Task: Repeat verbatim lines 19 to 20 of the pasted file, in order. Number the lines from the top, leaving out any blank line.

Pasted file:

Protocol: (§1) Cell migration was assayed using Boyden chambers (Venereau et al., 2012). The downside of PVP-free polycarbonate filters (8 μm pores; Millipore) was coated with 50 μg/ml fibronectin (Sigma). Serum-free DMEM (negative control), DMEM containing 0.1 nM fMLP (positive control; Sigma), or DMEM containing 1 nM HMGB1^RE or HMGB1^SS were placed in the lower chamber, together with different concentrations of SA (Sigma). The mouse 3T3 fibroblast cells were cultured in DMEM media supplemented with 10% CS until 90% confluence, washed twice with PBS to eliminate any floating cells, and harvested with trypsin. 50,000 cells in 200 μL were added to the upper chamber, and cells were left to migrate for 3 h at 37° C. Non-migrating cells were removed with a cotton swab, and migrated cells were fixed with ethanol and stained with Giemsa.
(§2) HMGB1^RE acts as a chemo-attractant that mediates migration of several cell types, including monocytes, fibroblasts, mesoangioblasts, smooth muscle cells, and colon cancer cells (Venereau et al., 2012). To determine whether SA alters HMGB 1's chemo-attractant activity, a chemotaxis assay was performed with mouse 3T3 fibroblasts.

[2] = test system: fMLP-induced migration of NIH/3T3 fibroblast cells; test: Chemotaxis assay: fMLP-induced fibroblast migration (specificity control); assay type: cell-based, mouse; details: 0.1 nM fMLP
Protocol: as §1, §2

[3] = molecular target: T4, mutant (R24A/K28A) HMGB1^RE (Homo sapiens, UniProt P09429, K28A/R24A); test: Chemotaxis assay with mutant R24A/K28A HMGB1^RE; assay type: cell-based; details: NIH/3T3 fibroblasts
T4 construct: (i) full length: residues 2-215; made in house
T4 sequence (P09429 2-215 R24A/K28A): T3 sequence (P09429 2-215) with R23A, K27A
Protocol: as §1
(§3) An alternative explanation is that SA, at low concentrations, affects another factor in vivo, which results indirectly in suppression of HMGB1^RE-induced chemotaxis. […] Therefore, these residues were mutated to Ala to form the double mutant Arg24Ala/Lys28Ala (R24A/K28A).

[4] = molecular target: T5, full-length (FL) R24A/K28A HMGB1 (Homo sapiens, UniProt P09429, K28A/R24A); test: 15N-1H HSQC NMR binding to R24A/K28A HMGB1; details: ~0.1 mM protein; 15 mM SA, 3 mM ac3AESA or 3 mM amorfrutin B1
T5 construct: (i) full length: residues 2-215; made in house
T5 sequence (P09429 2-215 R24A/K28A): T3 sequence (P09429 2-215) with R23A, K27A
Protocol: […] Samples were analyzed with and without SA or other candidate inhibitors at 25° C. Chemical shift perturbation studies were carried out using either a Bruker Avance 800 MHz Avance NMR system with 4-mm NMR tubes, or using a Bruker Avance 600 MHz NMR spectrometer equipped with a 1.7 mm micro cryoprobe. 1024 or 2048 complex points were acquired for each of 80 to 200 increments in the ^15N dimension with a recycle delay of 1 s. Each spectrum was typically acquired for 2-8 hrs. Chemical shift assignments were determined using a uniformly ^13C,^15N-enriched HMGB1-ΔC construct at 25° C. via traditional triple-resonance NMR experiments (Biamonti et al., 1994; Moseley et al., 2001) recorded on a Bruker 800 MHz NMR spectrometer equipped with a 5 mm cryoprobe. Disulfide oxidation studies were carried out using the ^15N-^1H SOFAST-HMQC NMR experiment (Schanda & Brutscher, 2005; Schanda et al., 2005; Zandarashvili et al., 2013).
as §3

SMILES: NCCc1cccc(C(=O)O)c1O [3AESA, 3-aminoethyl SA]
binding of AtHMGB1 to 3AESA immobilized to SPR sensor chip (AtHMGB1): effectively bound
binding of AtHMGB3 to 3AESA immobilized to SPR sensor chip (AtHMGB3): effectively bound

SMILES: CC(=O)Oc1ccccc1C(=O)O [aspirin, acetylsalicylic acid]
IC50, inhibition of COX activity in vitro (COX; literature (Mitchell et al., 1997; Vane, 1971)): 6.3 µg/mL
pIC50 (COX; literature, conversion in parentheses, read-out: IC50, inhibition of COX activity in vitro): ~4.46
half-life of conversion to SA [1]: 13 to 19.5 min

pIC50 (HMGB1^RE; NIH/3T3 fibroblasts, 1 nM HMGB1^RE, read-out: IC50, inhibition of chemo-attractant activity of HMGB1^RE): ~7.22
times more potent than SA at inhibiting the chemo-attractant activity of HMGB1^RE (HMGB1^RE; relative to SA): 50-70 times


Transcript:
IC50, inhibition of COX activity in vitro (COX; literature (Mitchell et al., 1997; Vane, 1971)): 6.3 µg/mL
pIC50 (COX; literature, conversion in parentheses, read-out: IC50, inhibition of COX activity in vitro): ~4.46